Wednesday, April 15, 2009

Monte Carlo: Round of 16 Underway

Greetings OCTF's,


What a difference ten days makes. The high octane tennis that we saw on the faster surfaces of Melbourne, IW, and Key Biscane has given way to a slower more strategic flavor of tennis. One that is more chess-like and longer playing; one where angles, spin, and consistency can comfortably compete with power-serves and quick strikes.

Ah, I remember this. It's all coming clearer to me now: Clay is like the formal dance of an ancient people, while hard-court is the thrill-seeking bump-and-grind of the new world. Clay court tennis is never without an element of struggle. It introduces another dimension to matches that we don't get to see on other surfaces, and it provides us with another window from which to observe the hero's of our game.

We've already seen evidence of this at Monte Carlos this week. Players at times seem tortured, worked to the bone, covered in the dirt that they are so tirelessly trying to scramble around on. Meanwhile, other players seem calm, stoic, right at home - happy to submit to the will of the dust.

The action: Nine of the top-ten men entered the Monte Carlo field of fifty-six four days ago; of those nine, only six have proven themselves worthy of the round-of-16.

Crash # 1: On Wednesdays final match of the day, #5-ranked Juan Martin Del Potro became the highest-ranked player to exit the tournament. His hopes were dashed at the hands of a recently rejuvanated Ivan Ljubicic. The 30-year-old Croatian, who resides in Monte Carlo, has won 6 out of 9 matches after starting the year poorly. This current spell of "better" tennis includes a surprising run to the QF's @ Indian Wells which featured wins over Nishikori, Ancic, Simon, and Andreev.

Crash # 2: On tuesday, #7-ranked Gilles Simon also went down. Serving at 32% in the 2nd set, he was drubbed easily by Andreas Beck of Germany, 7-5, 6-1. The Australian Open quarter finalist has not made the round-of-16 in 2 of the 3 Masters Series events.

Crash # 3: Also on Tuesday, #10-ranked Gael Monfils was shown to the door by Serbian Janko Tipsarevic, 6-3, 6-1, in the first round.

But the 4 big dogs at the top of the food chain have all advanced as expected.



This bodes well for the faithful fans, as many enticing matchups are on the menu.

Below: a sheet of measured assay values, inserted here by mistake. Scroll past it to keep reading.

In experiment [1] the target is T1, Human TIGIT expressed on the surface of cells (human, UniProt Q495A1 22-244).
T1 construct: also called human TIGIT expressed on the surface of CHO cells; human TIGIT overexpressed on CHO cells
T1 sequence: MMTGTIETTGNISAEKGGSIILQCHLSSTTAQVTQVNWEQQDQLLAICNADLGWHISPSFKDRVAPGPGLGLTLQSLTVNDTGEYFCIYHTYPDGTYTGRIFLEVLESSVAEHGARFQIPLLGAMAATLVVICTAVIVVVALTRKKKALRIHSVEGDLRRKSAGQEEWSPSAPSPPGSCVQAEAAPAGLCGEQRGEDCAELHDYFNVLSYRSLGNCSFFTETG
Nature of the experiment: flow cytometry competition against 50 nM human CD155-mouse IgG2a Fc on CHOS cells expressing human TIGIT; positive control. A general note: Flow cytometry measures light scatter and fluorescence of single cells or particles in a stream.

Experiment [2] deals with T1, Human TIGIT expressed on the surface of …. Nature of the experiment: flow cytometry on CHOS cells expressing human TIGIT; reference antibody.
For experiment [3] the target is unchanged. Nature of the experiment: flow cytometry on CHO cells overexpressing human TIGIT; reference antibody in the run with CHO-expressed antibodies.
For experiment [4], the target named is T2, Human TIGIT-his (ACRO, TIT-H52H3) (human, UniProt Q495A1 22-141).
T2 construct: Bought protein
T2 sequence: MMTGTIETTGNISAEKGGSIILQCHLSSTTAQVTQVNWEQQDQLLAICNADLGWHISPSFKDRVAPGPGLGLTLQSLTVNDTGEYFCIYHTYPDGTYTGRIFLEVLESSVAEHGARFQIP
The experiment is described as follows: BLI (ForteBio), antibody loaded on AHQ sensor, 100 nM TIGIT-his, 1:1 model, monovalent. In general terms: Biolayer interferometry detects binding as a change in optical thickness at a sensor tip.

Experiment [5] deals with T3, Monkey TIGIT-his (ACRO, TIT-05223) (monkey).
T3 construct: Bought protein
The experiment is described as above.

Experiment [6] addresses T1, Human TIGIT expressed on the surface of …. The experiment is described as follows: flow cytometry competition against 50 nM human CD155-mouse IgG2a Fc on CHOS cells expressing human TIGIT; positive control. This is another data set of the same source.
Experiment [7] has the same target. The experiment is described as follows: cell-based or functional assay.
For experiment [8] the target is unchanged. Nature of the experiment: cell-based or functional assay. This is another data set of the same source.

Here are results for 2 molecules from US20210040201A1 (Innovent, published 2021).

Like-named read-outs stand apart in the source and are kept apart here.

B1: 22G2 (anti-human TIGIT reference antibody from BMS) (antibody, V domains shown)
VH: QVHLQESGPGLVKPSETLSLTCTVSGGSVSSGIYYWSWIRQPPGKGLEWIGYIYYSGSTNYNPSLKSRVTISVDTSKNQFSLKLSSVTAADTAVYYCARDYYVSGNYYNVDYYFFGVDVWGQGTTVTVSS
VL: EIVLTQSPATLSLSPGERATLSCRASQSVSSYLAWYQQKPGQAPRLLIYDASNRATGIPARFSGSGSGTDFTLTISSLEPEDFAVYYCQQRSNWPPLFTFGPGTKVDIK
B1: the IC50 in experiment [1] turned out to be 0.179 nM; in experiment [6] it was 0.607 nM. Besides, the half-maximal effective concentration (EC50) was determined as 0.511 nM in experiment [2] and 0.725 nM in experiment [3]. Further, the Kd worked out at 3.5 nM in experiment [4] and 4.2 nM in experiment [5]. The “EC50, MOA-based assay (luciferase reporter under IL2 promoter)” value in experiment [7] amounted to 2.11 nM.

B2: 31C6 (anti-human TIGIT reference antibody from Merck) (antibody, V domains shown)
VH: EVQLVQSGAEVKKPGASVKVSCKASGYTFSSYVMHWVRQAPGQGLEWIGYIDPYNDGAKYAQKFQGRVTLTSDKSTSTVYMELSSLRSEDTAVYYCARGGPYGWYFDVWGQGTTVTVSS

Verdasco v. Ferrer: Earlier today, in an all-Spanish affair, Fernando Verdasco continued his shining play by turning in a dominating performance over David Ferrer, 6-2, 6-1. Verdasco awaits the winner of Djokovic v. Montanes, which is just getting underway on court 2.

Federer v. Wawrinka: As I write, roger aka our heavenly father has just fought off a break point @ 3-3 in the 2nd set against his Swiss mate Stan Wawrinka. Federer dropped the first set and is in danger of yet another surprising defeat. Though another loss seems possible, the good news for Fed is that his on-court demeanor seems more relaxed, even during times of trouble. He has just held to go up 4-3 in the 2nd set.

Elsewhere: Andy Murray was trailing 5-1 in the first set to Italian Fabio Fognini, but Murray has crept all the way back and is now serving @ 4-5.

The main attraction: After Federer's match on Court Central, it'll be the King of Clay. Rafa's foe today will be Nicolas Lapentti of Ecuador. The feisty qualifier pushed Marat Safin to the brink of insanity yesterday, finally triumphing over the prince of tennis darkness in the 3rd set tiebreak that saw several grade-A tantrums from the enigmatic Russian, and some stylistic racquet smashing to boot.


But Lapentti will not be so fortunate against Nadal. We are talking about a man who hasn't lost a set in Monte Carlo since the finals of 2006. If there ever was a reign of terror in tennis, this is it. The king of clay is now 160-14 in his career on the surface.

Rains forced a late start today, and tournament management was forced to move action onto Court 2 and Court 9 in order to get the 8 scheduled matches in.

The QF's should be set in 3 hours if the rain stays away.

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